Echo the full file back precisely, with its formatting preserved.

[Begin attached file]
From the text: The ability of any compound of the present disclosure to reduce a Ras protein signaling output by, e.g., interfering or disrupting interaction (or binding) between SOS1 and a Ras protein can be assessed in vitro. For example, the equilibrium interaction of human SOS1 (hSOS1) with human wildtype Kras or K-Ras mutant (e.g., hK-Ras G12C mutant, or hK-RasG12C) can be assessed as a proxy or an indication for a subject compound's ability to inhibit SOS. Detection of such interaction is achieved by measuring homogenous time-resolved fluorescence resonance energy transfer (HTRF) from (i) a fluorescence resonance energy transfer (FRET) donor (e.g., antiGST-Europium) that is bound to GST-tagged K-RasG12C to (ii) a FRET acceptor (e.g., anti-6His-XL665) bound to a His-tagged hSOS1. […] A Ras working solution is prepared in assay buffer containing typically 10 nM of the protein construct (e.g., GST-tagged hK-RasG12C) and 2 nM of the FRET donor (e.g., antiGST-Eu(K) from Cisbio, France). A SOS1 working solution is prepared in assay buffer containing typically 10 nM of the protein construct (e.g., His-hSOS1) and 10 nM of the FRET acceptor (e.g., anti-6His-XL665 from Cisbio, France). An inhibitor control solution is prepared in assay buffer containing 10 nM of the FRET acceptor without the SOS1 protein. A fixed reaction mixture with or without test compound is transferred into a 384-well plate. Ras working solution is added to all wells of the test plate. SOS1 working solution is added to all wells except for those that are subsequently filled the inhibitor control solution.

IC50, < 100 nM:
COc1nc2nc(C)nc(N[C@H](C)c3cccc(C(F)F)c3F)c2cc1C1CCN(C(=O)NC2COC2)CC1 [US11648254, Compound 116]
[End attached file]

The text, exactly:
From the text: The ability of any compound of the present disclosure to reduce a Ras protein signaling output by, e.g., interfering or disrupting interaction (or binding) between SOS1 and a Ras protein can be assessed in vitro. For example, the equilibrium interaction of human SOS1 (hSOS1) with human wildtype Kras or K-Ras mutant (e.g., hK-Ras G12C mutant, or hK-RasG12C) can be assessed as a proxy or an indication for a subject compound's ability to inhibit SOS. Detection of such interaction is achieved by measuring homogenous time-resolved fluorescence resonance energy transfer (HTRF) from (i) a fluorescence resonance energy transfer (FRET) donor (e.g., antiGST-Europium) that is bound to GST-tagged K-RasG12C to (ii) a FRET acceptor (e.g., anti-6His-XL665) bound to a His-tagged hSOS1. […] A Ras working solution is prepared in assay buffer containing typically 10 nM of the protein construct (e.g., GST-tagged hK-RasG12C) and 2 nM of the FRET donor (e.g., antiGST-Eu(K) from Cisbio, France). A SOS1 working solution is prepared in assay buffer containing typically 10 nM of the protein construct (e.g., His-hSOS1) and 10 nM of the FRET acceptor (e.g., anti-6His-XL665 from Cisbio, France). An inhibitor control solution is prepared in assay buffer containing 10 nM of the FRET acceptor without the SOS1 protein. A fixed reaction mixture with or without test compound is transferred into a 384-well plate. Ras working solution is added to all wells of the test plate. SOS1 working solution is added to all wells except for those that are subsequently filled the inhibitor control solution.

IC50, < 100 nM:
COc1nc2nc(C)nc(N[C@H](C)c3cccc(C(F)F)c3F)c2cc1C1CCN(C(=O)NC2COC2)CC1 [US11648254, Compound 116]